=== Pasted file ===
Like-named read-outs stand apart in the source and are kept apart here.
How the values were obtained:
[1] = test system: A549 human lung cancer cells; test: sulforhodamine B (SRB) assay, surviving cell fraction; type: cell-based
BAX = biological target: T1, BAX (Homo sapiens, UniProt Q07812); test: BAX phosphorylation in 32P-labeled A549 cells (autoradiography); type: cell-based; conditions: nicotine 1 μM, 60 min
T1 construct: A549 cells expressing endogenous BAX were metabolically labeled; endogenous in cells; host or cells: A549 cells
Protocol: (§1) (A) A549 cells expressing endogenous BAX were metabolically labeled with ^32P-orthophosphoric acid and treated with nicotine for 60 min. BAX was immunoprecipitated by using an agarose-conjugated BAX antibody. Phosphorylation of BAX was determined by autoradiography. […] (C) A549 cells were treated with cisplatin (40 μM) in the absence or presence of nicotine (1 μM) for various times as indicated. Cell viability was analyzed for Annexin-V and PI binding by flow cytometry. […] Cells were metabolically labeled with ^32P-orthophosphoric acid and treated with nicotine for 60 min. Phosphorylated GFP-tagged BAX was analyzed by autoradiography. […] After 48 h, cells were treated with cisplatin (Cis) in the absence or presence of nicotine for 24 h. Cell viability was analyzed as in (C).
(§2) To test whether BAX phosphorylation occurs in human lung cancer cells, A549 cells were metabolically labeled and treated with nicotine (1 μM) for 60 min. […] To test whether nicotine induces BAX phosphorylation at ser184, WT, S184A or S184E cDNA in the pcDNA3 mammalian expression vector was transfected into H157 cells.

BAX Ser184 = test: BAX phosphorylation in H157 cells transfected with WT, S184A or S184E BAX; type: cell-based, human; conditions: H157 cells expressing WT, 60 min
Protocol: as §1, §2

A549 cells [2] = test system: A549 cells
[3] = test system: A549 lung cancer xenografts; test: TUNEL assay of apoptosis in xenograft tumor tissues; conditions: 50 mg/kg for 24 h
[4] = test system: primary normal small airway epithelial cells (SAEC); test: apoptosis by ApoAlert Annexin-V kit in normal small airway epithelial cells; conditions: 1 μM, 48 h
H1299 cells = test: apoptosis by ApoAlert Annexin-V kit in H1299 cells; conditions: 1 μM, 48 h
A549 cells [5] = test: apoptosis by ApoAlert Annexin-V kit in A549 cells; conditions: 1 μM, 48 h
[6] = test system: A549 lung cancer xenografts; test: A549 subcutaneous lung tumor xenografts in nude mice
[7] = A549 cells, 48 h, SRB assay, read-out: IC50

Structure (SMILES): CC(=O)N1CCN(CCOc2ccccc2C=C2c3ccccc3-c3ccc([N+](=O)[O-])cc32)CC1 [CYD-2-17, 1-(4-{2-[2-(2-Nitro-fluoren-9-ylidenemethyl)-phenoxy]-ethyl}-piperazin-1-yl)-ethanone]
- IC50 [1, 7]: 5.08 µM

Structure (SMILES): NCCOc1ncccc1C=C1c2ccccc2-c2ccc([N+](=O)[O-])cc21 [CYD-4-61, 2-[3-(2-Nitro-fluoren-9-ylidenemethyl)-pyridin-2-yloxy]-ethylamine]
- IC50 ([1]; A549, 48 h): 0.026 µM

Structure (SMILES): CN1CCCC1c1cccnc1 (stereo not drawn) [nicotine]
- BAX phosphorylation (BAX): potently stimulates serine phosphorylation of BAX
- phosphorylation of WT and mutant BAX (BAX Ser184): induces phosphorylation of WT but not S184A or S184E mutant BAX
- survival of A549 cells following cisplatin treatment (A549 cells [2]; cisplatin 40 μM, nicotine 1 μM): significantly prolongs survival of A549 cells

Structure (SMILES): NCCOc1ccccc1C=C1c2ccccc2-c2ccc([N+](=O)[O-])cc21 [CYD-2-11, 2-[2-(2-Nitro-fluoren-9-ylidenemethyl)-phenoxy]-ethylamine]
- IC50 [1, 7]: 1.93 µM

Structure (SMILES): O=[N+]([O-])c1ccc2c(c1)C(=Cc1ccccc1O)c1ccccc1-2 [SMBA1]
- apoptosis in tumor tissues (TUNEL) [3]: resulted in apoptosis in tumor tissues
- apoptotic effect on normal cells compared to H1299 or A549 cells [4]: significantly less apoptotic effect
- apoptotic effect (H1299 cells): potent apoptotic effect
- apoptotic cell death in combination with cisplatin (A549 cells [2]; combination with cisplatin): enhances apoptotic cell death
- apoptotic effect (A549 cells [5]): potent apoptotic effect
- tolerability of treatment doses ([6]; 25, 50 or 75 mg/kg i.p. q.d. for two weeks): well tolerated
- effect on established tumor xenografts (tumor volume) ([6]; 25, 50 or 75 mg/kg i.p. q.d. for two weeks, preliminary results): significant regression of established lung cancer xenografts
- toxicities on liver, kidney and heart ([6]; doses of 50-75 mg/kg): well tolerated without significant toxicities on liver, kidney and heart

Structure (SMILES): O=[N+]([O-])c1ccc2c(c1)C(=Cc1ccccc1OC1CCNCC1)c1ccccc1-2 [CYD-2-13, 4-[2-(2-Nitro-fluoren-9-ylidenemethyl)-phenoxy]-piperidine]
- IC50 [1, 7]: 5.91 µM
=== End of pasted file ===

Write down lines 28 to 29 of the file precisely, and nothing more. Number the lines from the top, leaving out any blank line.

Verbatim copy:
- apoptosis in tumor tissues (TUNEL) [3]: resulted in apoptosis in tumor tissues
- apoptotic effect on normal cells compared to H1299 or A549 cells [4]: significantly less apoptotic effect